<% @language = "VBScript" %> <% Option Explicit %> <% ' /services/workshops/family_recovery.asp %> Attending the Miracle • Family Recovery • Stages of healing and leadership in families facing disability, grief, and medical struggle.
Family RecoverySM: From Adversity to Advocacy

1. Diagnosis: Shock – Grief – Despair – Anger
The life of your family has just changed forever. Your child has been diagnosed with a disabling condition. There has been a car accident. Your spouse has been diagnosed with cancer. Any one of these scenarios will alter your world. You can’t understand it. Everything seems to work differently now. You follow the lead of the medical and therapeutic communities toward unfamiliar goals. There is no sense of certainty about the future.

Often, medical services at this stage are delivered in a “top down” fashion. In some ways this is necessary, since families in this stage of a crisis 1) generally do not have any previous experience with the complexities of critical medical service delivery, and 2) are often in a state of shock, focused on immediate survival, family relationships, and support.

The pressure to provide early intervention can lead to physicians working in isolation from each other and from family stakeholders. It is understandable that doctors may miss opportunities for consulting within and across disciplines. The information provided to families is often bottom-line information, the implications of which can only be derived by experienced medical professionals.

2. Treatment: Survival – Desperation – Isolation – Uncertainty
The early stages of treatment for disabling conditions are vital to the long-term outcome. Along with the need to choose and execute the optimum treatment program, there is a pressing need to establish social services, insurance coverage, financial support, and family stability. You move through the complex systems and schedules that may hold the promise of healing and recovery. Strangers and unfamiliar settings take over your daily life. Your home is not the private space you have come to know. But disability and disease are dynamic. Just as you get oriented to one routine, it changes. The answers to your questions can never be clear. They only raise more questions.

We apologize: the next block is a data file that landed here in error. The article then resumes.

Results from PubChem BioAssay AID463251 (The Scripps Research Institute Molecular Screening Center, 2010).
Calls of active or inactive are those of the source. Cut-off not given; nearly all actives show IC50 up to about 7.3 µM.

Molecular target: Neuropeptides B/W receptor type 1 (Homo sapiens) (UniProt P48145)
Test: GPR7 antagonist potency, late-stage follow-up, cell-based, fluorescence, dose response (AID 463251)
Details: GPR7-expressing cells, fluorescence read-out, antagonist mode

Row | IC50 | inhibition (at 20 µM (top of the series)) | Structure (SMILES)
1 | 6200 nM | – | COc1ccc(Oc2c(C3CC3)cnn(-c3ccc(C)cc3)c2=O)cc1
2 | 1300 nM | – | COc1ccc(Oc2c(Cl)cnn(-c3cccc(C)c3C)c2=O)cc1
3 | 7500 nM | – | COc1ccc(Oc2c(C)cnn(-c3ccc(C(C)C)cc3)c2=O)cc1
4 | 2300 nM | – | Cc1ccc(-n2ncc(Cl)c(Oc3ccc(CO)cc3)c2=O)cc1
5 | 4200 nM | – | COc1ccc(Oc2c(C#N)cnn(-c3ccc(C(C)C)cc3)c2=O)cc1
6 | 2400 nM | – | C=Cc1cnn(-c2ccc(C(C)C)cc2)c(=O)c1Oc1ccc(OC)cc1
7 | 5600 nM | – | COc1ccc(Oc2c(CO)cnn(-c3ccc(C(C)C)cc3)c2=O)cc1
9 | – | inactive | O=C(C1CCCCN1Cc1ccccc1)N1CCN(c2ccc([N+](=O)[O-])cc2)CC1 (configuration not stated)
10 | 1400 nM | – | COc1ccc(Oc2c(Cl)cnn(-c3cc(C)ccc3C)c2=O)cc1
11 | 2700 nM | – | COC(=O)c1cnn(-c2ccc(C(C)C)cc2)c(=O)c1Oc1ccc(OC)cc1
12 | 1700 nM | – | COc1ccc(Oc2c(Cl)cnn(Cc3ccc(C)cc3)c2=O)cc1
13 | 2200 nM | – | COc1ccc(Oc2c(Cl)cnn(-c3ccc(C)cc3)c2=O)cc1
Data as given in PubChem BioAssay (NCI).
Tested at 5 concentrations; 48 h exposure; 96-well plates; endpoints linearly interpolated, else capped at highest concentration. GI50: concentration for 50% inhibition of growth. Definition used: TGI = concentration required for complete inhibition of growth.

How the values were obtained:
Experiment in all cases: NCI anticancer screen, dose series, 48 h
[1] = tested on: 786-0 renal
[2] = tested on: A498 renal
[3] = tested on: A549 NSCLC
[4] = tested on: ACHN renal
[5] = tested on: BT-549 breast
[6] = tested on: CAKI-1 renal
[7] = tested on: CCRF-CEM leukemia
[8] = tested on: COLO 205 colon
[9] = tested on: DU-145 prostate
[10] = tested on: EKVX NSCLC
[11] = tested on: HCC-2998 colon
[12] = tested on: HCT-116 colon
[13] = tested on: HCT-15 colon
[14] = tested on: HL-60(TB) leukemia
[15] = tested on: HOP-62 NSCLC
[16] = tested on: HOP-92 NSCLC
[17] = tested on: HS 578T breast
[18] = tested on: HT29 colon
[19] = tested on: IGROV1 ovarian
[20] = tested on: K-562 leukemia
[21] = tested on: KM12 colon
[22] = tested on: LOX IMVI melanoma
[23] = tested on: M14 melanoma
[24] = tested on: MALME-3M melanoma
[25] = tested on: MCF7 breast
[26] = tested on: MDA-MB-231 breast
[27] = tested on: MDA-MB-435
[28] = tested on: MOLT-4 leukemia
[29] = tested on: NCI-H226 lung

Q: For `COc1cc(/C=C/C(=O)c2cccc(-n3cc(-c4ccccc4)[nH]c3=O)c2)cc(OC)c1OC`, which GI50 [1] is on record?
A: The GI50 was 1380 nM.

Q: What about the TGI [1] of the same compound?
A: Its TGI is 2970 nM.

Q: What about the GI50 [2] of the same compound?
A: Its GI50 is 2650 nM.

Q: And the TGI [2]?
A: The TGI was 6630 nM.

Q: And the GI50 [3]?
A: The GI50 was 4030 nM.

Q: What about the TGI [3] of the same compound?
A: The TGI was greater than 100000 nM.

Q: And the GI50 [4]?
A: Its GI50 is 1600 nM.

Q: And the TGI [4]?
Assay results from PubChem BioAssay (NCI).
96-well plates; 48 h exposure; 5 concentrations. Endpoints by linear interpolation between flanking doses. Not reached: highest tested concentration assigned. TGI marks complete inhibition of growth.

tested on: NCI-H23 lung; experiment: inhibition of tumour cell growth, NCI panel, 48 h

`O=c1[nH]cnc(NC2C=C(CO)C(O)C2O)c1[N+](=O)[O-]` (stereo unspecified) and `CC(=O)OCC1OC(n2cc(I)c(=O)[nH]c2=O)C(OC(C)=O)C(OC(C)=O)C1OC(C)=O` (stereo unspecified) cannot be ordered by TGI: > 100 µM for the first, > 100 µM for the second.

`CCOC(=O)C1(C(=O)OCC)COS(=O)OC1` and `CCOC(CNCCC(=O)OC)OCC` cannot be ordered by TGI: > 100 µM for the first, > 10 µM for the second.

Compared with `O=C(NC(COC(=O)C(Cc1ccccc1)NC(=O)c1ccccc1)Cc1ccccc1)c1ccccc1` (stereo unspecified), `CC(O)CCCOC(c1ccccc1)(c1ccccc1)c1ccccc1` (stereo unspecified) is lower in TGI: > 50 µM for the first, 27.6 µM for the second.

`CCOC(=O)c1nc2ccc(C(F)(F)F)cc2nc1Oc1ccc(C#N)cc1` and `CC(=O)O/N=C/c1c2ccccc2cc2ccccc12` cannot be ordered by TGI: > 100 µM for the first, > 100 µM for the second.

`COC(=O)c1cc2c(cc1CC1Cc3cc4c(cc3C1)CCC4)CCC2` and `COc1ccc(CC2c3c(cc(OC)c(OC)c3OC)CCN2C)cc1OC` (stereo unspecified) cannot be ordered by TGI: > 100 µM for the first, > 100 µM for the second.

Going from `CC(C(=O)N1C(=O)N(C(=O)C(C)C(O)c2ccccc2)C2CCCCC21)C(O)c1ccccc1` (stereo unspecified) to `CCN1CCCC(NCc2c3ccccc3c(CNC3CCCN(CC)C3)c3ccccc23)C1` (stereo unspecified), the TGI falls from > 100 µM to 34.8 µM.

At this stage, there are often expectations that the family will become more directly involved in day-to-day medical care. In the more complex cases, a network of services comes into play, each with its own ways of initiating and training informal family supports. Family members are challenged with learning certain medical procedures, along with nurturing typical family relationships. They are called upon to distinguish between the clinical setting where the doctor is in charge of care, and the home setting where the family is in charge of care.

Even as some of the care is transferred to the home and new responsibilities are taken up by family members, there is still an expert hierarchy in the clinical setting that influences how information and training are given to the family. In addition, there can be some confusion from the variety of services providers and equipment vendors because of the amount of information and the different styles of conveying the information.

3. Outreach: Education – Support – Perspective – Vision
As treatment routines become more established and progress is evident - even slow progress - you begin reaching out to the broader community of people who live and work with disabilities. You begin to see that there is a community of services that may be able to help. In this middle ground, progress and understanding are inconsistent. There are times when you feel hopeful; the puzzle pieces fit together. There are other times when the vision seems to fade and the road ahead seems a greater distance than what has already been traveled.

4. Confirmation: Action – Clarity – Refinement – Tradition
Through the daily struggle of living with disabilities, there comes a time when successful outreach and treatment lead to a sense of renewed routine. Each successful step confirms that your new way of life is manageable - even rewarding. You now understand enough about your new world that you are able to direct some of the process. The community team that has formed to provide support relies on you for information and guidance. Your family is now an expert family.

5. Leadership: Empathy – Generosity – Ingenuity – Recognition
Having survived to this point, you look for ways to use your family expertise more broadly. In the busy schedule of appointments, you see others who are in the Diagnosis stage or the Treatment stage. You understand immediately what they are going though. Your instinct is to engage further in the community. As you start to see the results of your community leadership, you realize that you have evolved from Victim to Rescuer. You are there for people during their Outreach stage.